From The Journal of Family Practice
Is combination therapy the answer?
December 1, 2015A combination therapy of endovascular revascularization followed by supervised exercise resulted in significantly greater improvement in walking distances and health-related quality-of-life scores compared with supervised exercise only for 212 patients with peripheral artery disease and intermittent claudication who were randomized 1:1 to the interventions. Researchers determined:
• Combination therapy was associated with significantly greater improvement in maximum walking distance (from 264 m to 1501 m for an improvement of 1237 m) compared with the supervised exercise only group (from 285 m to 1240 m for improvement of 955 m).
• The combination therapy group demonstrated significantly greater improvement in the disease-specific VascuQol score compared to the exercise group (1.34 vs 0.73) and in the score for the Short-Form Health Survey (SF-36) physical functioning (22.4 vs 12.6), respectively.
• No significant differences were found in the SF-36 domains of physical role functioning, bodily pain, and general health perceptions.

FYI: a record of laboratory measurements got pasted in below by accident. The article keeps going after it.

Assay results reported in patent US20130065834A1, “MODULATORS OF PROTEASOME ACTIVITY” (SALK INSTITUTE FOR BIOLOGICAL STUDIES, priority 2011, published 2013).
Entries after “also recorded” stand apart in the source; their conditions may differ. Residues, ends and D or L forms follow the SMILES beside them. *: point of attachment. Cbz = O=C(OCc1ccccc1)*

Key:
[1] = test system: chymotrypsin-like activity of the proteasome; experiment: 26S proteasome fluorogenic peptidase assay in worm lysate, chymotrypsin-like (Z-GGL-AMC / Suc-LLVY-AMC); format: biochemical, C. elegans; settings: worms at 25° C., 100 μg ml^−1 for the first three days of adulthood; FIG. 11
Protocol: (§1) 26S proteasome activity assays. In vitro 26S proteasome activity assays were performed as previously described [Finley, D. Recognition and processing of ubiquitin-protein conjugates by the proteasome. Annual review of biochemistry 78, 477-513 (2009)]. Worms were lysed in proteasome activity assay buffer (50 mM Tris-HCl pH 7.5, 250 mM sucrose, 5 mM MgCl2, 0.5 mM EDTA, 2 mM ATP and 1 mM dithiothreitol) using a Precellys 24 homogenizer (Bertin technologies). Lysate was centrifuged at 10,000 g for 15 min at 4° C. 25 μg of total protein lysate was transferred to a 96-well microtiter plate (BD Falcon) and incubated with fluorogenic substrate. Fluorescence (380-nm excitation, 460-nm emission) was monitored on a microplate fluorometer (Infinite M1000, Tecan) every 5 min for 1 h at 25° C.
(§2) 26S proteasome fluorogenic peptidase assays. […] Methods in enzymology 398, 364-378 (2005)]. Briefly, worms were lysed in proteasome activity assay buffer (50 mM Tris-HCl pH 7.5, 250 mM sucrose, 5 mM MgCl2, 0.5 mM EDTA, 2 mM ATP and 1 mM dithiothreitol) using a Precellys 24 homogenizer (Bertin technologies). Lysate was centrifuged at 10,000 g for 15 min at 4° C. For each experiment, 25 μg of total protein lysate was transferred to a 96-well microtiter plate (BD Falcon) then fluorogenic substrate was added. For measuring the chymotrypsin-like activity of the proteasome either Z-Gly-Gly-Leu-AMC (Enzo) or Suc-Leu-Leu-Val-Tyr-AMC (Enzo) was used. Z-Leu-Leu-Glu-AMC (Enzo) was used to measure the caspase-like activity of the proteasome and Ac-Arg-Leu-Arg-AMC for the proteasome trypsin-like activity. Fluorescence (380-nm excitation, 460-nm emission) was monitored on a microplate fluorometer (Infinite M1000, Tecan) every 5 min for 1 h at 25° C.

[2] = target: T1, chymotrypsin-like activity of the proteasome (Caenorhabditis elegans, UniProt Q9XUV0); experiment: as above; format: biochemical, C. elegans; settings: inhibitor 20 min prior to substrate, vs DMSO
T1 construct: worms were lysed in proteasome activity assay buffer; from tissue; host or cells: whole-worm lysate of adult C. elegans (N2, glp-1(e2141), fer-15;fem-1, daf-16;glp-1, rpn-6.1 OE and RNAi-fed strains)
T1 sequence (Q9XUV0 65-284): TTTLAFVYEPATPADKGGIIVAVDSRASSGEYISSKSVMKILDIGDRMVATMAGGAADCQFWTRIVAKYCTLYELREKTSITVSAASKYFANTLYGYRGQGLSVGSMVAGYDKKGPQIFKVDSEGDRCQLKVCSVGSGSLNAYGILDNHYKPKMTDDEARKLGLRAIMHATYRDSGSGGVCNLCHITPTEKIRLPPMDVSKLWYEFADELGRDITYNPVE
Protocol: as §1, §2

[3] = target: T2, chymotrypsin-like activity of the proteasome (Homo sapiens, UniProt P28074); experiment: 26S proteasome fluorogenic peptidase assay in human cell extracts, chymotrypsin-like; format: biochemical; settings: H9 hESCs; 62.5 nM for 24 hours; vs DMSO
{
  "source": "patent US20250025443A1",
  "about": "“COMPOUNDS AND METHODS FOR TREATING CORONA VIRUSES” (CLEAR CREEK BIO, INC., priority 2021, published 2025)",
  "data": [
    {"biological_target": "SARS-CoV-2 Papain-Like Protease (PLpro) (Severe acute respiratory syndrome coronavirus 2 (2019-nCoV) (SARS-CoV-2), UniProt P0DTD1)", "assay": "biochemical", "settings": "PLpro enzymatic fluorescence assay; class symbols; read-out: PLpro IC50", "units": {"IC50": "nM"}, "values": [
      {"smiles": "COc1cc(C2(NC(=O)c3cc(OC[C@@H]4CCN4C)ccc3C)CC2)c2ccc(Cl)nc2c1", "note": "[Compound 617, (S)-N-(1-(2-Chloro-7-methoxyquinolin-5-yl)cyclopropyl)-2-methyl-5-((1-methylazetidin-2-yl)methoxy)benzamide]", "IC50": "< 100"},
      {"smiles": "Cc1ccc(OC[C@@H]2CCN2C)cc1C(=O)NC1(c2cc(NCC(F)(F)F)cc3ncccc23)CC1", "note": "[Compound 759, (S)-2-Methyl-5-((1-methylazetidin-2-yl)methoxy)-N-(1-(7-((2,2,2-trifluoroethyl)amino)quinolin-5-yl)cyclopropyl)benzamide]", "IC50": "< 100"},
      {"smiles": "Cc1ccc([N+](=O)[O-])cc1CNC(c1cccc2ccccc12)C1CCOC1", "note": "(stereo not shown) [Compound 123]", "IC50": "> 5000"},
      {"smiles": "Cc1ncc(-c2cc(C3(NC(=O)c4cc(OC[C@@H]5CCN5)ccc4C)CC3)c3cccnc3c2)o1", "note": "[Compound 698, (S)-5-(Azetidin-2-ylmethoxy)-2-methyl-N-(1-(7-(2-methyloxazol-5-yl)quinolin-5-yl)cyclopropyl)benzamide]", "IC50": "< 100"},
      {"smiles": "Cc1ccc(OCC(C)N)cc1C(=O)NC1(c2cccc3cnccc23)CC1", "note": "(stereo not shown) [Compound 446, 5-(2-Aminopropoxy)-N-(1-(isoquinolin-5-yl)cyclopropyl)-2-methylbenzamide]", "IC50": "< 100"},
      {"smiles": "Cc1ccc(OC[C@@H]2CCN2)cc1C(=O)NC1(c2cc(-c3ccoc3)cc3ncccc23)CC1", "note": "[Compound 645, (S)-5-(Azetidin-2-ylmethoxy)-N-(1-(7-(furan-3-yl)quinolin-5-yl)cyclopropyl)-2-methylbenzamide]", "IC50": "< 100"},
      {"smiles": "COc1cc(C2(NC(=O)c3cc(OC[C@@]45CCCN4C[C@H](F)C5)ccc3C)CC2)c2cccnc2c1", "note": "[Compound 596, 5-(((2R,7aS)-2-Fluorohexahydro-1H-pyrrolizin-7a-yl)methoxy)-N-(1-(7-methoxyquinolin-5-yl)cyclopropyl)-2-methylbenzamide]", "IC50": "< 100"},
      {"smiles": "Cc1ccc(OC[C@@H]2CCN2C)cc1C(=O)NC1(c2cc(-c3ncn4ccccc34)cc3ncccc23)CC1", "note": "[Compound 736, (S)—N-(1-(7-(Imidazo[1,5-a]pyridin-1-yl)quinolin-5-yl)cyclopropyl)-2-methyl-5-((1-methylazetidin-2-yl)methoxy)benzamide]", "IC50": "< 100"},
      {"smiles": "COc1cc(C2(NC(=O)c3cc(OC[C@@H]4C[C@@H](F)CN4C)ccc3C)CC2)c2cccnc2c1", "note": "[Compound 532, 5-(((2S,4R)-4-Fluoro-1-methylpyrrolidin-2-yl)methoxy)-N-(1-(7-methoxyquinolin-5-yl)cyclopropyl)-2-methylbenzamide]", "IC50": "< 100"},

Citation: Fakhry F, Spronk S, van der Laan L, et al. Endovascular revascularization and supervised exercise for peripheral artery disease and intermittent claudication. JAMA. 2015;314(18):1936-1944. doi: 10.1001/jama.2015.14851.
Commentary: While it is important to note that surgery plus exercise yielded greater improvement than exercise alone, it is equally important to note the impressive improvement in the exercise alone group. Improving from 285 meters walking to 1240 in the exercise alone group, a greater than fourfold increase in walking distance, is no small task. In fact, the bulk of the improvement in walking distance occurred with exercise, so it is important to emphasize that if patients opt for surgery, then exercise should still be important as a part of treatment for peripheral vascular disease if optimal outcomes are to be achieved. —Neil Skolnik, MD